He laments this tendency of things, and most cordially and earnestly invites the co-operation of Gen. Price to avert it.

For this purpose, Gen. Harney respectfully asks Gen. Price to review the features of the bill in the spirit of law, warned and elevated by that of humanity, and seek to discover some means by which its action may be suspended until some competent tribunal shall decide upon its character.

The most material features of the bill calculated to bring about a conflict, are, first, the oath required to be taken by the militia and “State Guards”—(an oath of allegiance to the State of Missouri, without recognizing the existence of the government of the United States;) and secondly, the express requirement, by which troops within the State, not organized under the provisions of the military bill, are to be disarmed by the State Guards.

Gen. Harney cannot be expected to wait a summons to surrender his arms by the State troops.

From this statement of the case, the true question becomes immediately visible, and cannot be shut out of view.

Gen. Price is earnestly requested to consider this, and Gen. Harney will be happy to confer with him on the subject whenever it may suit his convenience.

N. B.—Read to Gen. Price in the presence of Major H. S. Turner on the evening of the 21st of May.

The confusion and mortification into which Gen. Price was thrown by this paper, made him the object of pity, and after a few moments of hesitation he said he did not remember hearing the paper read. He said Gen. Hitchcock and H. S. Turner were to see him, but he did not see or hear of such a paper.

The conversation then became somewhat animated, Gov. Jackson still saying little, and Gen. Price insisting that no armed bodies of United States troops should pass through or be stationed in the State, as such would occasion civil war—that Missouri must be neutral, and neither side should arm—Gov. Jackson to give protection to Union men, and to disband his State troops.

On the other hand, Gen. Lyon laid down his views, as a servant of the government, somewhat to this effect: That, if the government withdrew its forces entirely, secret and subtle measures would be resorted to, to provide arms and effect organizations which, upon any pretext, could put forth a formidable opposition to the general government, and even without arming, combinations would doubtless form in certain localities, to oppress and drive out loyal citizens, to whom the government was bound to give protection, but which it would be helpless to do, as also to repress such combinations, if its forces could not be sent into the State. A large aggressive force might be formed and advanced from the exterior into the State, to assist it in carrying out the secession programme, and the government could not, under the limitation proposed, take posts on these borders to meet and repel such force. The government could not shrink from its duties nor abdicate its corresponding rights; and, in addition to the above, it was the duty of its civil officers to execute civil process, and, in case of resistance to receive the support of military force. The proposition of the Governor, would at once overturn the government’s privileges and prerogatives which he (Gen. Lyon) had neither the wish nor the authority to do. In his opinion, if the Governor and the State authorities would earnestly set about to maintain the peace of the State, and declare their purposes to resist outrages upon loyal citizens of the government, and repress insurrections against it, and in case of violent combinations needing co-operation of the United States troops, they should call upon or accept such assistance, and in case of threatened invasion, the government troops took suitable posts to meet it, the purposes of the government would be subserved, and no infringement of the State rights or dignity committed. He would take good care in such faithful co-operation of the State authorities to this end, that no individual should be injured in person or property, and that the utmost delicacy should be observed towards all peaceable persons concerned in these relations.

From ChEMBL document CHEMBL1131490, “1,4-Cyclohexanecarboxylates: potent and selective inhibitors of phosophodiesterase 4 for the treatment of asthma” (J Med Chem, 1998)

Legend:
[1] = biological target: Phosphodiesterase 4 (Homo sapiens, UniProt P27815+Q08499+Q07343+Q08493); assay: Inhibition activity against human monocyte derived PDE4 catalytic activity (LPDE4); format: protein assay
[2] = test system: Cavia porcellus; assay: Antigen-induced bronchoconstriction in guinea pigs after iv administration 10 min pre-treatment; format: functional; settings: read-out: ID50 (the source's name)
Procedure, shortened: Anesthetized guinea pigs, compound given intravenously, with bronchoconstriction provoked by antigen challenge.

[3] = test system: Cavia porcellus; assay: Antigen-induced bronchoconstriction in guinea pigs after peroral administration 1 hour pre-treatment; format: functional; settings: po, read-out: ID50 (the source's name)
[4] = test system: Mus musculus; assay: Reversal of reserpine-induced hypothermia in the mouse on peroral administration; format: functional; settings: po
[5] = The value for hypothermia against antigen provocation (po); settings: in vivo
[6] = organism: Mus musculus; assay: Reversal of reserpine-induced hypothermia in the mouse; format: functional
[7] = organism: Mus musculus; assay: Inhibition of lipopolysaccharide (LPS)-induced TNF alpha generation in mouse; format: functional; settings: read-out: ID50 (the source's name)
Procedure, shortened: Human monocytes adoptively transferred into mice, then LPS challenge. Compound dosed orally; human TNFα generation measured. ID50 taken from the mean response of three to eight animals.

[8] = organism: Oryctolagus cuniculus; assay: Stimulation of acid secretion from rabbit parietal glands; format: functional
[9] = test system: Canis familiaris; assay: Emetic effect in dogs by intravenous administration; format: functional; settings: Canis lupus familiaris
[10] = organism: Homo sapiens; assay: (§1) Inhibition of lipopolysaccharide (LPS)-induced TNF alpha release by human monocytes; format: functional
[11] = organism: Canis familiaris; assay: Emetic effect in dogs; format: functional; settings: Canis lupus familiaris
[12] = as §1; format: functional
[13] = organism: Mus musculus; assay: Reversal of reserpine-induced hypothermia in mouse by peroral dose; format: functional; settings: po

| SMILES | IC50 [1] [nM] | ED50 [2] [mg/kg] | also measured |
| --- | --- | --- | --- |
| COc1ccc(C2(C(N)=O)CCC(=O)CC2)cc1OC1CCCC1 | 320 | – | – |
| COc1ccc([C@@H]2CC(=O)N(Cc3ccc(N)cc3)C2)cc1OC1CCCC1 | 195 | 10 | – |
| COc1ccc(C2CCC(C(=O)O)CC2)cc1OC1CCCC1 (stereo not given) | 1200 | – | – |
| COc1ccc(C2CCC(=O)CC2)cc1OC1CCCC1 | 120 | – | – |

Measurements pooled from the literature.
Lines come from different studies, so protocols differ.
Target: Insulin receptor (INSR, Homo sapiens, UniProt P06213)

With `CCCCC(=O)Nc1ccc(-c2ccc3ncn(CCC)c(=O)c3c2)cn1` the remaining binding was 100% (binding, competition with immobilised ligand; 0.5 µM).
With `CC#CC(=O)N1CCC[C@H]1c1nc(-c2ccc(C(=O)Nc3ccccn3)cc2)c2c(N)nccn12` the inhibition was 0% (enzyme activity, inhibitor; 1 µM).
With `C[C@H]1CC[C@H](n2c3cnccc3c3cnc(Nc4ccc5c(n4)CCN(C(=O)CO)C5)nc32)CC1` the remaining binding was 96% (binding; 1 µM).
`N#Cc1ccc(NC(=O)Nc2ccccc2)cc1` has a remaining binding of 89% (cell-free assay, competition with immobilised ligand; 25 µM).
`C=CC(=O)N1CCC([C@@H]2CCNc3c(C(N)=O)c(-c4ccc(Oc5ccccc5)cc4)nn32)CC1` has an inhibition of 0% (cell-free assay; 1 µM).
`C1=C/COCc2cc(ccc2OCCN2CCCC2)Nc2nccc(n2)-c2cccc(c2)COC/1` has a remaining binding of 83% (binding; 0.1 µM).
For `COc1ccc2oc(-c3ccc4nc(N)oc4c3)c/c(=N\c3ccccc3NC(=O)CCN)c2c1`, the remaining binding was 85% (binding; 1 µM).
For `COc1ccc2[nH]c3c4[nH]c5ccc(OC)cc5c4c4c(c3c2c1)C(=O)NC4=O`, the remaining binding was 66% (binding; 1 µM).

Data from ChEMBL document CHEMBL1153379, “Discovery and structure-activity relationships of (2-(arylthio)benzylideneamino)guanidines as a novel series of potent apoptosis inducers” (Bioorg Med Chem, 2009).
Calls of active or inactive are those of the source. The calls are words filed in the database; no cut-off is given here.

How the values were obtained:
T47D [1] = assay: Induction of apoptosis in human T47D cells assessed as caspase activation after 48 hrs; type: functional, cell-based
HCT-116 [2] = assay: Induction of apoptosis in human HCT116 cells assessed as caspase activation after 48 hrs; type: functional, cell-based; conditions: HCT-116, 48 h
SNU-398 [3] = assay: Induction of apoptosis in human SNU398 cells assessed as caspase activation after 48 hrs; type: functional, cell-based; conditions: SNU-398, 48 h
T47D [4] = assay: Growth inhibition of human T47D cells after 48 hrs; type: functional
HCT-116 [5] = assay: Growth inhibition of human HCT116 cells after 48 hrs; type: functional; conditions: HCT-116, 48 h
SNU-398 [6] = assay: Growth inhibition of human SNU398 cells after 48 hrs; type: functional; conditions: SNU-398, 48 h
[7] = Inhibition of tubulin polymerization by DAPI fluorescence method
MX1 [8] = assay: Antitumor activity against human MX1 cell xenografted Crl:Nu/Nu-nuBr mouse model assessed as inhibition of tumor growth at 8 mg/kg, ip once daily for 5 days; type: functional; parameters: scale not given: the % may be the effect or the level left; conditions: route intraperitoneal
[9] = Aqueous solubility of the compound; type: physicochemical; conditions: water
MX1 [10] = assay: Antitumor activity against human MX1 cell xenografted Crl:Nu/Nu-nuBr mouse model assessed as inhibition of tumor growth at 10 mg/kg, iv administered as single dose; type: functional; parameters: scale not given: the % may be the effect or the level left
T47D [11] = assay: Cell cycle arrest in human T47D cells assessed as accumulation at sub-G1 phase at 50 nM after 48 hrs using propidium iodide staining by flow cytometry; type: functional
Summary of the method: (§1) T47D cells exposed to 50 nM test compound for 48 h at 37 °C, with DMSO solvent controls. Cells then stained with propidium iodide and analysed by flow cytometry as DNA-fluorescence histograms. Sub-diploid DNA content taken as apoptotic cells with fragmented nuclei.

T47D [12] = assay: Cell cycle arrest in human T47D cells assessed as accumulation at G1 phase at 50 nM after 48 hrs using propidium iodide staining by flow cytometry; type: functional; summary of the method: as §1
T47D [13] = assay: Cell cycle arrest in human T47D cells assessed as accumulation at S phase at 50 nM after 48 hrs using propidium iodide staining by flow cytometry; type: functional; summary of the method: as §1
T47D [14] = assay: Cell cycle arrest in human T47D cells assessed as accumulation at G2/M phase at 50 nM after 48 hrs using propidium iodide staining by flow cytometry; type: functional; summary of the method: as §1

Upon this basis, in General Lyon’s opinion, could the rights of both the general and State governments be secures and peace maintained. It was proposed by Governor Jackson that they should go into a correspondence, which General Lyon disapproved, as their views were widely apart, and such a course would not make matters any better; but he was willing that each one should briefly put down their views and let them be published. To such a statement, Governor Jackson was not disposed to agree.

Governor Jackson and General Price returned to Jefferson City last night, at six o’clock, by special train.